Best New Play Award
New Writing South Best New Play Award
In partnership with Brighton Fringe
This prestigious award is presented annually to a playwright (rather than a company) in recognition of an outstanding, original theatre script produced at Brighton Fringe.
To be considered for the New Writing South Best New Play Award plays must be
- an original scripted work.
- completed within the last year
- not have had more than 10 previous performances.
- be at least 40 minutes long in performance time.
- new translations of foreign language scripts will be considered if they meet the criteria above
For more information about the award please contact us
Warm congratulations to Rosy Carrick who scooped the New Writing South Best New Play award for Passionate Machine at the Brighton Fringe 2018 Awards. Rosy’s solo performance combined video, music, photographs, a host of familiar characters (from David Bowie to Rocky Balboa) and a fantastically inventive time-travelling script.
Paul Macauley‘s winning play Bug Camp impressed the judges by using playful humour within an emotional storyline to in turn surprise, amuse and move the audience.
This year the judges decided to split the £500 prize between two writers after reading and seeing over 40 new plays. Congratulations to Tim Cook for Crushed and Richard Fredman for Bloominauschtwitz.
Tim Cook graduated from RADA as an actor in 2012 and has since released three exciting new plays including Absence in 2013 and Blackout in 2014. His recent award winning Crushed is a striking new play about modern day higher education, combining elements of direct address and spoken word poetry.
Richard Fredman is currently Head of Drama at Hills Road Sixth Form College and is also Artistic Director and Writer-in-Residence for its training company BABOLIN. Bloominauschwitz was commissioned as a short ‘work-in-progress’ for Hotbed 2013 and developed into a full script in 2015. It is inspired by Joyce’s ‘Ulysses’ rather than an adaptation of it and uses the book’s central character of Leopold Bloom to explore the quest for cultural identity.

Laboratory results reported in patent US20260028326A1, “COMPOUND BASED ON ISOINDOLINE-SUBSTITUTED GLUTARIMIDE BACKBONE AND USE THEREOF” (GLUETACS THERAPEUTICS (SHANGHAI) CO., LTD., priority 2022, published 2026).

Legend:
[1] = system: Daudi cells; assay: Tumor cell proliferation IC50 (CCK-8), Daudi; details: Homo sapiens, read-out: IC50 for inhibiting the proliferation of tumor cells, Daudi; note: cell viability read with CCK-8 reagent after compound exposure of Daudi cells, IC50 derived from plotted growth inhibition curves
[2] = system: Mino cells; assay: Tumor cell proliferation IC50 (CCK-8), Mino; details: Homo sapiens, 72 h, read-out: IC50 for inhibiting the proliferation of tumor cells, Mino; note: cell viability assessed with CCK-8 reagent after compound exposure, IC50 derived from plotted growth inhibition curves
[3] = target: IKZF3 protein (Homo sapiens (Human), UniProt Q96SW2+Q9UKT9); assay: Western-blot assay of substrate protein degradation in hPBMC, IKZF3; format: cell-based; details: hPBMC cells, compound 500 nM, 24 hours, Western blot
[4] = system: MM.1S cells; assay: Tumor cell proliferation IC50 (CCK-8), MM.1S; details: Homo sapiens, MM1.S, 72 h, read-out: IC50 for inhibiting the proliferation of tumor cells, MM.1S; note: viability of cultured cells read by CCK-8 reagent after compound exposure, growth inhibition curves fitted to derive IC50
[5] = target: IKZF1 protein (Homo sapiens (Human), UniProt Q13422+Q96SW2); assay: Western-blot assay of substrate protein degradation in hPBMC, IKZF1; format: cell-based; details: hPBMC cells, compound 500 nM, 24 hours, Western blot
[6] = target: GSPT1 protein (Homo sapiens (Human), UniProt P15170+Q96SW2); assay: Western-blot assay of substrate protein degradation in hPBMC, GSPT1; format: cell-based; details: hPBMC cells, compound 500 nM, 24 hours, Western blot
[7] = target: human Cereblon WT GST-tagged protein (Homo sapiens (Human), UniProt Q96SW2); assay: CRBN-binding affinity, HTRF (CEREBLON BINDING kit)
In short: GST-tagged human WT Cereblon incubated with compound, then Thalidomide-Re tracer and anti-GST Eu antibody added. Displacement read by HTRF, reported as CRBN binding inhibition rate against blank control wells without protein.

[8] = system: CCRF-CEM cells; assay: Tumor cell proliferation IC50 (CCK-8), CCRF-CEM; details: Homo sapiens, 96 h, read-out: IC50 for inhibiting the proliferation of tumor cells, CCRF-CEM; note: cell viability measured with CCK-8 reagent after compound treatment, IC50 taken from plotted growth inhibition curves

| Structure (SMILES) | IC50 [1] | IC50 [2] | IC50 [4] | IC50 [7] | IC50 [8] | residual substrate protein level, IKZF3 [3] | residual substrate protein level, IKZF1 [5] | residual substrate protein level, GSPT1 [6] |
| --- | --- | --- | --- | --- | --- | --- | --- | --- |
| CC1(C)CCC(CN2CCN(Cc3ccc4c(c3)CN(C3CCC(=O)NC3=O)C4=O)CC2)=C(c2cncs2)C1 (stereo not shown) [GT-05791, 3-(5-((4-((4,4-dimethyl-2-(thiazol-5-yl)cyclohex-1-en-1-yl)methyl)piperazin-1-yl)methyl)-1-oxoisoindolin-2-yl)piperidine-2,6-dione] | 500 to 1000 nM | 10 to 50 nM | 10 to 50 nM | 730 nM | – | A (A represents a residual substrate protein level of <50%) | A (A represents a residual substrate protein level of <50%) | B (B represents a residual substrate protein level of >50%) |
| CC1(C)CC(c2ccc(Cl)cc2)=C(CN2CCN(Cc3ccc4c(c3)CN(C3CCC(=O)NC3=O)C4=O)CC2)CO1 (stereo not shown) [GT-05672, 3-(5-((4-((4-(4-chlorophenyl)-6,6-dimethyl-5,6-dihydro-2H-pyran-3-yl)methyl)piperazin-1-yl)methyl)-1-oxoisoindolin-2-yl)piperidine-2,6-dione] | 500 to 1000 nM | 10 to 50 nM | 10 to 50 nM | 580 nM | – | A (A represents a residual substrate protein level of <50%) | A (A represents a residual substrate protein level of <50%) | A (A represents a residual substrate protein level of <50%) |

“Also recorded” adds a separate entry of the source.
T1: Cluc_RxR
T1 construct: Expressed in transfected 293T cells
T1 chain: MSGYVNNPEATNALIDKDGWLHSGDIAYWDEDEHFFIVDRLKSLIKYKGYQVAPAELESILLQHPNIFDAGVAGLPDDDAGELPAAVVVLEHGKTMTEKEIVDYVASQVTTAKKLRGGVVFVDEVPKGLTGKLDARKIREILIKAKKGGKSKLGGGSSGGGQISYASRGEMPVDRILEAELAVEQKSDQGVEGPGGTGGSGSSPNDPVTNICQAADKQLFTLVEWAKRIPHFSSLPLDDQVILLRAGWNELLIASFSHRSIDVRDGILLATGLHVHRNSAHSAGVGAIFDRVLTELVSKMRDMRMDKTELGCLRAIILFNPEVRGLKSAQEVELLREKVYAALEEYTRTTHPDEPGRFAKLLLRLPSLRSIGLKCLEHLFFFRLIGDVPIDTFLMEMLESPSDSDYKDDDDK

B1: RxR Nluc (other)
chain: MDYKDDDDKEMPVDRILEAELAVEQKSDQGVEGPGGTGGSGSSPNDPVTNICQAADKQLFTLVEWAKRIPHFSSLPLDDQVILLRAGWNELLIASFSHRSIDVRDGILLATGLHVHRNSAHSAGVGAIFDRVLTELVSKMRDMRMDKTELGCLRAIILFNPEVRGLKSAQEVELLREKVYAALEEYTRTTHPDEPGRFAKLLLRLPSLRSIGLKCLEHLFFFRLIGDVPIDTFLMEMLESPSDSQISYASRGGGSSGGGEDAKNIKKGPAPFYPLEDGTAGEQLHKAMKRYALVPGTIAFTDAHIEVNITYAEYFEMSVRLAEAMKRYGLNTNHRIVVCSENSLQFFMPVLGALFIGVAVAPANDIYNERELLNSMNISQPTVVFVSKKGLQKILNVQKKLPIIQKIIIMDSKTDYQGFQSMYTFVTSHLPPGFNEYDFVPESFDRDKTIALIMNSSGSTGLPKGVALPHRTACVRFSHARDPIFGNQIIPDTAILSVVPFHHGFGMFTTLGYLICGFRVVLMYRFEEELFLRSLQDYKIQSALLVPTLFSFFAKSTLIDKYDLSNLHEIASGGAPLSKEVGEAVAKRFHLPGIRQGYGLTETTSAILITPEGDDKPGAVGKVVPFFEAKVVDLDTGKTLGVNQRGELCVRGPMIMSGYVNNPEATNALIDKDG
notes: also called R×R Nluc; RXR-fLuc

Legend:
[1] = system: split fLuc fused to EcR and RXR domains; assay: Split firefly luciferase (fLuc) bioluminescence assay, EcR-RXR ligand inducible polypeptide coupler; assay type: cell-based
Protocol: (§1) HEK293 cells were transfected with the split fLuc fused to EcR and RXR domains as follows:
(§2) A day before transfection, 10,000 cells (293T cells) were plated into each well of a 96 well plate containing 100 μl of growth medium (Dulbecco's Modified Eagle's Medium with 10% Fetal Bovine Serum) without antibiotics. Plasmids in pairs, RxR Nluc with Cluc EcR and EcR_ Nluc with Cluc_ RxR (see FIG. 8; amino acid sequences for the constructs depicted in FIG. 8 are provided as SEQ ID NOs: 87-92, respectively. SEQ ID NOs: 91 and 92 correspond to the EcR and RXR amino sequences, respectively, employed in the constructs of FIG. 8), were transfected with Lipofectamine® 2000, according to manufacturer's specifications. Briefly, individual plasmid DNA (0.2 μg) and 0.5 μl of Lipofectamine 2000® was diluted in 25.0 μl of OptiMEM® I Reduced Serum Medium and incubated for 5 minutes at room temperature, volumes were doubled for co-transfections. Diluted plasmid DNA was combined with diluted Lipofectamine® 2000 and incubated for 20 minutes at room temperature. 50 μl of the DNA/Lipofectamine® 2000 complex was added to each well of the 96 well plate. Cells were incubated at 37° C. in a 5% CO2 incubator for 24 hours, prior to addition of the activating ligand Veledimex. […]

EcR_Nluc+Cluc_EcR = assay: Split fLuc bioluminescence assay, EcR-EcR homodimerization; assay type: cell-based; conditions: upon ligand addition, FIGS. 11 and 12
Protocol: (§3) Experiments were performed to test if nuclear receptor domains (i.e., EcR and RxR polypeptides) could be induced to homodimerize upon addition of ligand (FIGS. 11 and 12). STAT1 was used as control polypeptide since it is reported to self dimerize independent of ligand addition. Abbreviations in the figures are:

Brighton-based playwright Gail Louw is the winner of the 2014 NWS/ Brighton Fringe Best New Play award.
Her true life drama Duwayne was based on the true story of Stephen Lawrence’s friend Duwayne Brooks who was with Lawrence on the night he was murdered in a racist attack, and survived, but was subsequently treated as a criminal and subjected to shocking levels of institutional racism at the hands of the Met. He went on to become a Lib Dem MP. The team of six judges chose Gail’s play for its accomplished writing, for its original portrayal of fact as drama and for bravely hitting the zeitgeist.
Tristan Ovington, a member of Brighton Theatre Royal Young Writers, was given a special ‘Most Promising Playwright’ award for Twenty to Something, a play that impressed the judges for its ambition, potential and for the impressive fledgling talent of the playwright.
The plays were selected from a total of fifteen entries by journalist Bella Todd, theatre director and playwright Dinos Aristidou, writers Sara Clifford, Suhayla El Bushra, Josie Melia, Julie Everton and Debo Amon from New Writing South.
The New Writing South Best New Play Award 2013 has been awarded to Silva Semerciyan for Gather Ye Rosebuds.
The play, which sets a private female circumcision party in Egypt in the context of the Arab Spring and the recent sexual assaults on women in Tahrir Square, was produced by Sandpit Arts, and plans are already afoot for a run at London’s new writing powerhouse, Theatre 503.
We did it a little differently this year. Rather than award a 2012 Best New Play Award we made two special development awards, one to a writer and one to a company.
Congratulations to writer Jonathan Brown for The Last Lunch, and to Feral Theatre for Triptych who recieved their award at the 2012 New Writing South / Brighton Fringe Best New Play Awards held in the magnificent Hendricks Library on the final day of the Fringe.
The 2011 New Writing South / Brighton Fringe Best New Play Award was won by playwright Kefi Chadwick for Mathematics of the Heart.
Following the play’s success at Brighton Fringe the production transferred to Theatre 503, London.